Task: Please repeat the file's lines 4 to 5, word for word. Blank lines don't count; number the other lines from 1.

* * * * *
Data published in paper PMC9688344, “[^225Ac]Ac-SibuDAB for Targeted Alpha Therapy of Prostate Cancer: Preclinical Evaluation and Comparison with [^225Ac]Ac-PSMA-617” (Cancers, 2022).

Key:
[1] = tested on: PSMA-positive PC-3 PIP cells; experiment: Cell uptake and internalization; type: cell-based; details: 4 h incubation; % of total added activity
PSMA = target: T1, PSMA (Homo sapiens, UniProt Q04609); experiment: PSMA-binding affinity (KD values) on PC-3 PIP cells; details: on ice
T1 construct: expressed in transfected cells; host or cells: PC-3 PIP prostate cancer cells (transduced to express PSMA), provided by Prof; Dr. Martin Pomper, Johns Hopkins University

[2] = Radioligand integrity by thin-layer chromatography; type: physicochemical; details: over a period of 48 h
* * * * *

PSMA = target: T1, PSMA (Homo sapiens, UniProt Q04609); experiment: PSMA-binding affinity (KD values) on PC-3 PIP cells; details: on ice
T1 construct: expressed in transfected cells; host or cells: PC-3 PIP prostate cancer cells (transduced to express PSMA), provided by Prof; Dr. Martin Pomper, Johns Hopkins University